NFC North: For the taking

Minnesota Vikings wide receiver Adam Thielen (19) celebrates his touchdown with offensive tackle Jake Long (72) during the first half of an NFL football game against the Washington Redskins in Landover, Md., Sunday, Nov. 13, 2016. (Alex Brandon/AP)

Through the first five weeks of the NFL season, the Minnesota Vikings appeared to be an unstoppable force. Outscoring their opponents 119-63, they were 5-0 and the only remaining undefeated team in football. It seemed as though the NFC North division was already on the verge of being secured a third of the way through the season.

Then, trouble emerged. The Vikings were stuck with a Week 6 bye, a potential roadblock for a flourishing team. They headed into Philadelphia to challenge the hot Eagles (3-1) for a Week 7 matchup. Considering the Vikings had allowed under 13 points per game and were approaching a young, inexperienced offense in the Eagles, the game plan should have proven sufficient. What ensued was utter calamity.

Vikings quarterback Sam Bradford was thrashed all game long, fumbling four times and throwing a red zone interception despite being turnover-free through the first five weeks. In spite of a strong defensive showing, the Eagles won with ease, 21-10.

It became clear the team had an offensive line issue, an unforeseen impediment teams have taken advantage of since, bringing Minnesota’s success to a screeching halt. In the four games since their bye, the Vikings are 0-4 and have averaged a measly 14 points per game. They are now the worst offense in the NFL in terms of yards per game and 25th in points. This major flaw has also led to 24 sacks of Bradford, a number only surpassed by four other teams. Additionally, their run game has proven consistently ineffective with leading rushers, Jerick McKinnon and Matt Asiata, averaging a meager three yards per carry.

So the question needs to be asked: who is most likely to win this division? While struggling immensely, Minnesota still has plenty of hope. Bradford has thrown 11 touchdowns compared to just two interceptions and their defense has allowed the fewest points of any team in the NFL. They also rank second in turnover ratio (+12). That said, neither Green Bay nor Detroit are finished.

Uncharacteristically, Aaron Rodgers and the Packers have been erratic. Statistically, they have been the very definition of average through Week 10, ranked 23rd in defense (points per game) and 15th in offense (yards per game); but Rodgers has thrown for only 2,410 yards, which ranks outside the top ten. His touchdown-to-interception rate is also uncharacteristically low for a guy who once threw for 45 touchdowns compared to just six interceptions.

The passing attack problems can be partly attributed to a lackluster running game. The rushing attack is in the bottom half of the league, largely because of injuries to their two main halfbacks, Eddie Lacy and James Starks. Lacy, who still leads the team in rushing despite being out since Oct. 16, is on injured reserve after ankle surgery. Starks has also been battling injury, making his first appearance in over a month against Tennessee this weekend. He was limited, however, with only seven carries in the 47-25 thumping by Tennessee.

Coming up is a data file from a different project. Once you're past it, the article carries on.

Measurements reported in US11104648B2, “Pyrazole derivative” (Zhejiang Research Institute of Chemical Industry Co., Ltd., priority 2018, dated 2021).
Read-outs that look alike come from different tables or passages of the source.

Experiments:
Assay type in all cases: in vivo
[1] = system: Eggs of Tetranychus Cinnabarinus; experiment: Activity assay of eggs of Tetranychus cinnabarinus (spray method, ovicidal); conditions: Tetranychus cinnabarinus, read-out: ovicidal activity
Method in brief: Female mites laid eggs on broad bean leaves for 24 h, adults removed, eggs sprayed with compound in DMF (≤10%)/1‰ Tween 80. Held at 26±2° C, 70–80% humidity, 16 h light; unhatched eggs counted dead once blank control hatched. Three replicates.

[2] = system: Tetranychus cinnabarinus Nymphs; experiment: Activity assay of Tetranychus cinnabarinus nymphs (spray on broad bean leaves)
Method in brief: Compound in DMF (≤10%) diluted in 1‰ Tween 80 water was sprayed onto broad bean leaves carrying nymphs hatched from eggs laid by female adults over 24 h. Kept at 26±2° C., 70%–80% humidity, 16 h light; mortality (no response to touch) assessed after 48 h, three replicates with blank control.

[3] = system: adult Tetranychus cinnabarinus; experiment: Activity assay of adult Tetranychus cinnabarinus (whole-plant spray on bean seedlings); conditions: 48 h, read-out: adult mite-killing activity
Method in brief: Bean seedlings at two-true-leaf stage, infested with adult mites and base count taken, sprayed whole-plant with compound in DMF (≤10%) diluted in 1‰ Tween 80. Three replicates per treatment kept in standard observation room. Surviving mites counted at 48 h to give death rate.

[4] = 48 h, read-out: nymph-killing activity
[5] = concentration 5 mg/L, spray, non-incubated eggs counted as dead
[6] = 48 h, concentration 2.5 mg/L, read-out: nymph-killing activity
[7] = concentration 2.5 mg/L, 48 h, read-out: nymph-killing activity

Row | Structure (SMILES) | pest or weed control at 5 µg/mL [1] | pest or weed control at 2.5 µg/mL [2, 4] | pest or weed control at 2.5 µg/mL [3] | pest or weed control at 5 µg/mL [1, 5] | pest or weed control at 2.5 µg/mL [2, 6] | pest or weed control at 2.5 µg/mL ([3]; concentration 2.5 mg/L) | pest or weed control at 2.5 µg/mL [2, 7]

On a positive note, Rodgers has spread the ball well. He has cornerbacks and safeties frustrated, completing 50 passes each to Jordy Nelson and Davonte Adams, as well as 45 to Randall Cobb. This is easily overshadowed, though, because it is difficult to be offensively relevant without a balanced attack; being one-dimensional, as Green Bay has been (nearly 65 percent of all offensive plays have been passes), allows for effortless defensive play calling and, in turn, minimal offensive success.

Detroit also has considerable strengths. Quarterback, Matthew Stafford, is having arguably the best year of his career. With a completion percentage of 67.3 and a passer rating of 101.6, he is near the top of the league. Similar to Rodgers, Stafford has benefited from widespread production. 15 of his 18 touchdown passes have been to four receivers. The team leader in touchdowns is Anquan Boldin (five), which is important to consider, as he ranks only fourth in total receiving yards on the team. While this is partly a matter of being a reliable red zone target, it also shows that this team is equipped with a number of unique weapons, meaning defenses need to be wary of who they focus on.

It’s not all positive, though. The team’s leading rusher, Theo Riddick, has only 297 yards on the season, which ranks 34th in the league. Defensively, the Lions allow the 10th most yards per game (over 366), and have committed 69 penalties, surpassed by only five other teams. If they aspire to win the division, they need to vary their offensive play calling and be more disciplined defensively. Still, this team is on the rise, having won four of five; the rest of the division is 1-4 over the same span. Now tied for first place (5-4) with Minnesota, there is optimism in Detroit.

With the inconsistencies and streaky performances between the top three teams in the division, the NFC North title is wide open, excluding the 2-7 Bears who have yet to prove they are to be considered. It may be a fight to the very end (and a bitter one) with the winner being decided Week 17, especially since the final week consists exclusively of divisional matchups.


Daniel Varney is a campus correspondent for The Daily Campus. He can be reached via email at daniel.varney@uconn.edu.